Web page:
It’s an integral part of us to feel accepted and appreciated for simply being who we are and expressing that full-heartedly. It’s sad that ignorance exists within those that feel it’s fine to put down others because of how someone decides to identify themselves as, in spite of the cultural norm. “In high school I was definitely not comfortable being myself, just coming up in the society I came up in it was very conservative and structural functionalism which basically means they’re afraid of change”. Gus Dapperton knows this feeling too well, and reflects upon that in his music with metaphoric ingenuity and his life experiences.

He released his first EP ‘Yellow And Such’ last year which caught the positive eye not only of music fans, but those with a taste in fashion. His signature bowl cut makes him a creative force that is unmissable, but his free-for-all dance style in his music videos including ‘I’m Just Snacking’ brings to life a lovable naivety that compliments his assertiveness in speaking his mind. “It comes naturally to me”. His second EP ‘You Think You’re A Comic!’, released this year, brings back the synth pop sounds of the 80s relished with the wavy texture of Gus’ vocals that brightens the ambient tones of guitar chords being softly strummed. The airy and fluid sound to his music is a nonstop listen on repeat, effortlessly.

Gus Dapperton is not only the musical maestro and side-stepping virtuoso he portrays himself as, he is an agent of change. Changing people’s perceptions in how they view themselves as different to everyone else around them. The feelings begging us to drop the mask and express our truest selves.

Words by Ben McLennan


Introducing Winston Surfshirt, the Sydney-based band quickly winning over fans and the industry alike. With their unique blend of soul and hip-hop, fused with R&B and even reggae, they are making a sound unlike anything anyone is doing in Australia right now.

Having developed a cult following with their smooth style and raucous live shows, the band originally emerged as the solo project of singer/rapper/producer Winston Surfshirt, before organically adopting other local artists and snowballing into what is now a six-piece musical collective.

For a band that oozes a cool, laidback attitude, their on-stage performances are anything but that. Playing tracks from 2017 debut ‘Sponge Cake’, their gigs are armed with throbbing basslines, catchy choruses, vibrant jazz-infused interludes, and are perfectly complemented by Winston’s signature vocals. The delightfully crafted album has been more than three years in the making, acting as an even more outstanding testament to their fast-growing name. ‘Sponge Cake’ lives up to its name; it’s light, airy and delectable. It’s the perfect mix of experimental, slinky and laidback. Winston Surfshirt have made their mark as connoisseurs of modern funk.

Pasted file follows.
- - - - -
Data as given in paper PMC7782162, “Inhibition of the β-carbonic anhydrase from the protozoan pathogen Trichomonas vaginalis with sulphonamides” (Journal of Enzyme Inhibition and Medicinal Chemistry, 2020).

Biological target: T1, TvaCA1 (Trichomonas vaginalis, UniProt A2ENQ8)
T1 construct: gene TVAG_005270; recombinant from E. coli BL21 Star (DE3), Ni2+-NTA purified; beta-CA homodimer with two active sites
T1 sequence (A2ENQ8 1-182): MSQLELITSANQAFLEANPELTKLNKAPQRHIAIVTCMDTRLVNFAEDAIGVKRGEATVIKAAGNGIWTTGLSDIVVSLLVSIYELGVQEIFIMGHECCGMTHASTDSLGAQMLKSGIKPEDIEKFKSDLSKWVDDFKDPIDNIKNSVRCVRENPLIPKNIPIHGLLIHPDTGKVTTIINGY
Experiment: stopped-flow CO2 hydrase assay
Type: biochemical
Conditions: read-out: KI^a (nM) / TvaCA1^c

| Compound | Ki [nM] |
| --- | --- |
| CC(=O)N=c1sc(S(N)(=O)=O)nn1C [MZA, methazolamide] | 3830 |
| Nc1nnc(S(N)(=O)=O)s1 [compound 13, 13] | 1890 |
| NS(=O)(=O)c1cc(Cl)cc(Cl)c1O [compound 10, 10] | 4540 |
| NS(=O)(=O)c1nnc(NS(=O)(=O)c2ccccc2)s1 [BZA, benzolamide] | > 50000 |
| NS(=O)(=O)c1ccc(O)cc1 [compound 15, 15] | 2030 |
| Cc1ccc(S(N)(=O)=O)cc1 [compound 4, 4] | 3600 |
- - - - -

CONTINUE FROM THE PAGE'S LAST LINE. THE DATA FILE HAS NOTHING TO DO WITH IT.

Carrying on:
Words by Ellie Nolan


CuckooLander, aka Dorset-raised Holly Hardy, has been immersed in music her whole life. Starting her career as a session musician, Hardy was on tour with Charli XCX when she decided to begin song writing in her own right. Taking an instant liking to it, it wasn’t long before Charli signed CuckooLander to her label Vroom Vroom and ‘The CuckooLander EP’ was released.

Fast forward three years, to 2017, CuckooLander returned with her second eponymous EP. Backed by more stars, track ‘Crazier’ features Haim sister Danielle on guitar and production from ex-Vampire Weekend star Rostam Batmanglij. In whole, the EP is a very real slice of CuckooLander’s dark side, with Tarantino-esque riffs and a portrait of her love for the fantastical.

Having toured earlier this year with D2D favourite, Tom Grennan, CuckooLander is making her mark on the live scene. Hardy’s vocal swagger is matched by her captivating stage presence and her set flawlessly intertwines sleazy rock n roll with catchy pop hooks.

Latest EP, ‘EP_02’, has a more maximalist and anthemic nature to CuckooLander’s previous material. Hardy describes how “each song soundtracks a defining point in my life where the theme of release has been particularly significant. ‘Lone Pine Drive’ is a tune to the afterlife and ‘Mercury’ is about the power of the mind”.

Words by Ellie Nolan



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